I had a discussion with my retired parents, now that I knew the surgery was on.  My mom initially suggested sleeping on my couch, helping me to the hospital and taking care of me during the first couple of days afterward, since Aliona had to work.  I didn't like the subpar accommodations for my mom, but couldn't argue that I could absolutely use some help.  I got another call later, then suggesting I instead stay with them in New Jersey.  They even offered to give up their master bedroom, since it was on the first floor, which was important for me.  My mom stressed that the bed had a vibrating feature too.  Although living with parents is not my first choice, how could I say no to being attended to, 24 hours a day by people who cared about me?  They would even bring my knee walker along.

The day before my surgery, I had one more appointment.  The doctor mainly wanted to make sure I was going to start fasting after midnight, including water, which he told me could cause me to drown.  Here's the X-Ray of my foot that, as I mentioned in my previous post, I fractured twice.  You can see the break doesn't look as clean as in the X-Ray I added to my first post.

The doctor drew me a sketch of what his plans were for my broken metatarsal.  He said if he didn't think the titanium plate with screws were enough, he'd wrap the bone in metal coil and pull it tight, like pictured in the lower right.  On the upper right, you can see all the post-surgery instructions I could expect to have to follow.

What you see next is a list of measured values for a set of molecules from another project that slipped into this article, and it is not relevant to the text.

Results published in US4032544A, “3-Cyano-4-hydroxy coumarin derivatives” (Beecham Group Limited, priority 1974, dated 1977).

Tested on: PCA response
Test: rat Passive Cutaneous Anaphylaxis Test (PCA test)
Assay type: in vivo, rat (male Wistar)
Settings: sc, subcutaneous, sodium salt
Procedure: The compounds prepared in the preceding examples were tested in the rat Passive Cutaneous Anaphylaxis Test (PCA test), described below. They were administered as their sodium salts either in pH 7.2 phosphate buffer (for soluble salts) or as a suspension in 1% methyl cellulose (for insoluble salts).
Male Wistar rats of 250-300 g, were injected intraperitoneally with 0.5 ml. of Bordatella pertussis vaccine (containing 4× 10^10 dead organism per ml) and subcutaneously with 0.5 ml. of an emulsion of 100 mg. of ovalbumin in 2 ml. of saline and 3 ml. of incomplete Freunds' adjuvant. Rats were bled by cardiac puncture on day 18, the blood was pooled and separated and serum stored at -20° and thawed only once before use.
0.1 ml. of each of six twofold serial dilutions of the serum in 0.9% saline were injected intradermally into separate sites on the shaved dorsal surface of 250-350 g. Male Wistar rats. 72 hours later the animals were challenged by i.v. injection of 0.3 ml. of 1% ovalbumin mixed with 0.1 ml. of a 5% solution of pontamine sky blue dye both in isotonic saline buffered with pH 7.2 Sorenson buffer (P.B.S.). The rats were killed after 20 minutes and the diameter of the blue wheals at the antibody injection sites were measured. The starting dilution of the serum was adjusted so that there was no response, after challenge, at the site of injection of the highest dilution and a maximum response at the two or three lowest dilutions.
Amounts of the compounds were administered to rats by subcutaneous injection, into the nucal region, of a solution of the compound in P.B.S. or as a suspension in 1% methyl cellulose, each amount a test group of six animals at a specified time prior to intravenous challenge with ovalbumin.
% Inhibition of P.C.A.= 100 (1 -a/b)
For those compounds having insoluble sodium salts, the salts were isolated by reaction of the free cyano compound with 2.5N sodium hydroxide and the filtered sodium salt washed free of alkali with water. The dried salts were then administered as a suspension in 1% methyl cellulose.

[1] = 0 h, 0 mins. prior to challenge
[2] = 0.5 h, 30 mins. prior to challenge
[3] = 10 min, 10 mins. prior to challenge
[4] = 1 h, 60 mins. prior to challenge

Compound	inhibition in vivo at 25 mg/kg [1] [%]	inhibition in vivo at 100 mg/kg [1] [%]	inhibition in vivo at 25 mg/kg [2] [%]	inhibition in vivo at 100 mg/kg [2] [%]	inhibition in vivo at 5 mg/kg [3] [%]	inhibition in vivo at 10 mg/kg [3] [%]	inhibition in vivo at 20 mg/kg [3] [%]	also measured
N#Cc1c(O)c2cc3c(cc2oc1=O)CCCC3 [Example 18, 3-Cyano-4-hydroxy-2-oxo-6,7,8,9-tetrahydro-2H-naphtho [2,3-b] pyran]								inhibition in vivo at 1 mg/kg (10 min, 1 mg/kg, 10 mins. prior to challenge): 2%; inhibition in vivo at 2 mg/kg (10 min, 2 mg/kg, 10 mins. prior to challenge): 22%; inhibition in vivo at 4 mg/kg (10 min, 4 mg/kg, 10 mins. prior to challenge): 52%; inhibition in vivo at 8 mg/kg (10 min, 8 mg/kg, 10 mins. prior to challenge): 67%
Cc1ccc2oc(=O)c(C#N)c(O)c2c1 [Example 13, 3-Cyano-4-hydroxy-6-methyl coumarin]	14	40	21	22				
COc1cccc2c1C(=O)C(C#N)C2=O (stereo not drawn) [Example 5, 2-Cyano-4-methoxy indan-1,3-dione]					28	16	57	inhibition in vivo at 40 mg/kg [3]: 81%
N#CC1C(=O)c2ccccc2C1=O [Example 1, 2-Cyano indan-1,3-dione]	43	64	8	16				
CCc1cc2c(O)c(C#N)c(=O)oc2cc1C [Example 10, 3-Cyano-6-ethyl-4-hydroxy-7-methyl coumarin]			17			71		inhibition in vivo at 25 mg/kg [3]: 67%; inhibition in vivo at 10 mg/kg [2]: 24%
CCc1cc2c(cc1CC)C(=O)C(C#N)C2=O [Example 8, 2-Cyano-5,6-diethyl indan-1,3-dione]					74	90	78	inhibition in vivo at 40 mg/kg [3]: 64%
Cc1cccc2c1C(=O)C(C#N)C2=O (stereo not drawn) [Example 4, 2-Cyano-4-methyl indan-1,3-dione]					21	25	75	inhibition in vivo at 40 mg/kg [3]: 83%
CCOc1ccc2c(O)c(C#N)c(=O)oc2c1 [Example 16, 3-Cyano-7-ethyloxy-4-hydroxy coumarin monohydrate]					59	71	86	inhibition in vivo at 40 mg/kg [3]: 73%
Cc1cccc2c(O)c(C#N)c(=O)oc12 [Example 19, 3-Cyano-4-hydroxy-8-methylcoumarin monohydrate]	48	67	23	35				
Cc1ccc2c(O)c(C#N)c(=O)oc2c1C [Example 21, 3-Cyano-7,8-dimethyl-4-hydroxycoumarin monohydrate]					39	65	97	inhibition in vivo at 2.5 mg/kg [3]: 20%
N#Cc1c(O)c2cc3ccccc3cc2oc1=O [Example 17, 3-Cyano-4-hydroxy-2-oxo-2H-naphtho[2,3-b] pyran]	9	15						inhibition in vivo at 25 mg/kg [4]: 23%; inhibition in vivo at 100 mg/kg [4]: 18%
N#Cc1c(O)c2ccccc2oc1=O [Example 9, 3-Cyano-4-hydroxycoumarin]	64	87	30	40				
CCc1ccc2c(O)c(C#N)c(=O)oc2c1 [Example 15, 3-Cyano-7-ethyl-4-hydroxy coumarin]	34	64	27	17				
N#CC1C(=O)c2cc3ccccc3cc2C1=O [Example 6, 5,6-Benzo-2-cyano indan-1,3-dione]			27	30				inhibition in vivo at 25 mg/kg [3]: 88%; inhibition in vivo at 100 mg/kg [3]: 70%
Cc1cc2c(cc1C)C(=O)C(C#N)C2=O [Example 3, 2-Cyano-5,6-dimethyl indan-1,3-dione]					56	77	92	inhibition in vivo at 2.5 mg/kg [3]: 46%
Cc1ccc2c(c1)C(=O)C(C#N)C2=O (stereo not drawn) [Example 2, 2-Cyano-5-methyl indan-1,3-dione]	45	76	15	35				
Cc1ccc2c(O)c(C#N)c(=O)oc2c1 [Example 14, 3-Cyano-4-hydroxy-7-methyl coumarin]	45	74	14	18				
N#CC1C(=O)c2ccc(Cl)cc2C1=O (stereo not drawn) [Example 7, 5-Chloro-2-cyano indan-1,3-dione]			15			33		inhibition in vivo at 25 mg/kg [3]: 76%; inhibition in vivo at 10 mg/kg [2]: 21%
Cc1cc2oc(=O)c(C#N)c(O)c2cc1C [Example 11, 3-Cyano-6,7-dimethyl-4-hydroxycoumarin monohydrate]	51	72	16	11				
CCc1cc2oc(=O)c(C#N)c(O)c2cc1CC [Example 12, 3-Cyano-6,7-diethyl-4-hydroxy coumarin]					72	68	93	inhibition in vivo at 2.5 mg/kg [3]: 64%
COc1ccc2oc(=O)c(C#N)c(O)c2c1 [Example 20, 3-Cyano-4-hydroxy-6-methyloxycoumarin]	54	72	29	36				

I asked about possible nerve damage.  One of my favorite things in life is the feeling of bare feet sliding under a cool blanket.  I wanted to feel that again.  Dr. La Puma nodded, saying there is some risk as there's a nerve there, but he'd do his best to avoid it.  He made me a new soft cast out of tight bandages, to wear just until surgery, to reduce inflammation as much as possible., That night, I went home, and made sure I rubbed my toes into my blanket.  It's common knowledge you should try to get good sleep the night before surgery.  I slept maybe 5 hours, which was pretty good considering.

My surgery was at Interfaith Hospital.  I've been going with Go Green Ride for car service, rather than taxis, so I don't have to risk trouble hailing cabs on crutches.  They didn't have availability to take me to the hospital at 6am on a Thursday, for whatever reason.  Upon asking them for a recommendation, they managed to squeeze me in.  Dr. La Puma told me to arrive at 7am, but then the surgical coordinator called me and requested I arrive at 6:30am.  I arrived at 6:20am and ended up waiting outside the hospital on crutches for 10 minutes, because I was locked out and no one was around to let me in.  Eventually someone saw my crutches, walked over, and gave me a cold stare.  He opened the door, asking me if I was there for surgery, then finally let me in.  I just wanted to have a good experience leading up to the surgery.  I did not need to be treated like you'd expect in the bad part of Brooklyn that I was in.  But I trusted Dr. La Puma and his staff, and I didn't have much choice at this point.  I needed the surgery.  So I entered the waiting room.  It was after 6:30am, but the one lady at registration told me to wait, and eventually left.  I wanted to get the paperwork started, but there I was, in the waiting room, about to be forced unconscious and hacked into by mostly strangers.